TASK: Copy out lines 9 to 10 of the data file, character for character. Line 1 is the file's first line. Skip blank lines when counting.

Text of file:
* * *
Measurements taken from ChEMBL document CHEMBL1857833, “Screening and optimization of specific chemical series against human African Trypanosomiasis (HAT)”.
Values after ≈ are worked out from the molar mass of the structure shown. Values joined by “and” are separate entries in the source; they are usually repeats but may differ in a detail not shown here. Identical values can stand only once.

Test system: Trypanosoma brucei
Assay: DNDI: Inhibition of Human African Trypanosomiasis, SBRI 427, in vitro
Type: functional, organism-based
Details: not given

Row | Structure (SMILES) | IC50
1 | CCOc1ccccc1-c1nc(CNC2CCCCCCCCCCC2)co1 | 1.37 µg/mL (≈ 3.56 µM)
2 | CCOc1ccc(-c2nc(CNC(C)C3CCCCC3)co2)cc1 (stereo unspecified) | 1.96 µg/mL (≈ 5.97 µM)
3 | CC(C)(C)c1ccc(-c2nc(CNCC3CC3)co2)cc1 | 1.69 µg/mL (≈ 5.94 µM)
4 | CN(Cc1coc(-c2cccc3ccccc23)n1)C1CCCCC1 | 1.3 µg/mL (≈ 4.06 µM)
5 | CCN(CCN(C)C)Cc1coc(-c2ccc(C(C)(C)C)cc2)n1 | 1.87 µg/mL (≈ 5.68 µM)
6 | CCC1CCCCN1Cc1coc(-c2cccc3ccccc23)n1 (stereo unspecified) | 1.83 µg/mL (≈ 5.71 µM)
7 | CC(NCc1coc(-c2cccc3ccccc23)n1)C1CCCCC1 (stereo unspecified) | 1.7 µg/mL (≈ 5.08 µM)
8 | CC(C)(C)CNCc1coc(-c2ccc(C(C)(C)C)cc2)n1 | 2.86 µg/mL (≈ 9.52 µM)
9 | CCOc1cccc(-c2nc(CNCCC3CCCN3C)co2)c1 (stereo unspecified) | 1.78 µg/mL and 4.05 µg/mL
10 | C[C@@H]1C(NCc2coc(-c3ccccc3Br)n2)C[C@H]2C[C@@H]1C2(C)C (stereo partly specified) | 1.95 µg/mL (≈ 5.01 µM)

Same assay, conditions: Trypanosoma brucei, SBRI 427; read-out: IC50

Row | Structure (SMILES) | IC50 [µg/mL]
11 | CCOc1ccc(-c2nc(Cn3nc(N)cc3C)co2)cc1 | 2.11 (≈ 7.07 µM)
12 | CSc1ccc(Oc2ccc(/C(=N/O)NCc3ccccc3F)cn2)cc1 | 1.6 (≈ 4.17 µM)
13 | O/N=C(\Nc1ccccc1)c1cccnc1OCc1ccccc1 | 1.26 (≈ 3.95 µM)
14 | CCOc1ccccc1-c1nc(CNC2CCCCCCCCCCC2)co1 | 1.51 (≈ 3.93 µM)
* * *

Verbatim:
2 | CCOc1ccc(-c2nc(CNC(C)C3CCCCC3)co2)cc1 (stereo unspecified) | 1.96 µg/mL (≈ 5.97 µM)
3 | CC(C)(C)c1ccc(-c2nc(CNCC3CC3)co2)cc1 | 1.69 µg/mL (≈ 5.94 µM)